Heartless Bastards: Arrow

Heartless Bastards: Arrow

A-

Heartless Bastards

Album: Arrow
Label: Partisan

Community Grade (23 Users)

  • A
  • A-
  • B+
  • B
  • B-
  • C+
  • C
  • C-
  • D+
  • D
  • D-
  • F

Your Grade

?

Topping The Mountain wasn’t going to be easy for Erika Wennerstrom. The third album by her band Heartless Bastards both expanded the scope of her classic-rock fixation and cut to the quick of her gutsy, roughhewn Americana. Heartless Bastards’ fourth full-length, Arrow, doesn’t shake up that formula one bit. Instead, Wennerstrom has stripped away much of the swampy reverb that admittedly helped make The Mountain so massive—and she’s replaced it with sharper, warmer, more intimate tones that feel as immediate as they do timeless.

None of that would matter, of course, if the songs weren’t there—and in that regard, Arrow is the Bastards’ best album to date. The classic-rock nods are still omnipresent: “Parted Ways” swigs and swaggers like Exile On Main St.-era Stones, with Wennerstrom bittersweetly wailing, “I need a little bit of whiskey and a little bit of time / To ease my troubled mind.” “Got To Have Rock And Roll” stomps with all the glammy, anthemic oomph of T. Rex. “Simple Feeling” hooks and hammers like The Who. And “Late In The Night,” from its title on down to its majestic blues licks and monstrous drumming, is a knock-down, drag-out love letter to Led Zeppelin.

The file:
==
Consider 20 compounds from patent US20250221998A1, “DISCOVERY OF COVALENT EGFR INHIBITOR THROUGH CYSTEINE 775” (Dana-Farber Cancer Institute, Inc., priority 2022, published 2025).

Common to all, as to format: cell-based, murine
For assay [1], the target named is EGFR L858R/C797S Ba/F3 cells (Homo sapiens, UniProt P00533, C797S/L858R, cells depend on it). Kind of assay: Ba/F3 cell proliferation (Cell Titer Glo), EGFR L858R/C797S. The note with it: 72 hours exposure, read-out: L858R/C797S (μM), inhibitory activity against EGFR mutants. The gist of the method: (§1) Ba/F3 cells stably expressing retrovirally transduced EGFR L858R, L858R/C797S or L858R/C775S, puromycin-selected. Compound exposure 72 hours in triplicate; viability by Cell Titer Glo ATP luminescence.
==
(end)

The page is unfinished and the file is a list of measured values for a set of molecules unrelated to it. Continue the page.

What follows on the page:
But she takes these inspirations to a quiet place, too. The disc’s most tender song, “Skin And Bone,” slinks along on a weary groove as Wennerstrom strums and pines for less cluttered times: “The rain came down all around / And washed away the industry,” she sings with a sting in her throat before chanting wistfully, “I want it to be like when I was young.” Wennerstrom has never sounded so homespun and soulful. Or as versatile: She spreads her earthy voice across twangy ballads like “Low Low Low” and Sabbath-meets-Crazy Horse mudslides like “Down In The Canyon” with equal grace. Arrow, though, isn’t mere pastiche; it’s Wennerstrom bending tradition to fit the shape of her heartsick, plainspoken confessionals. And her celebrations. 

Filed Under: Music

More Music Review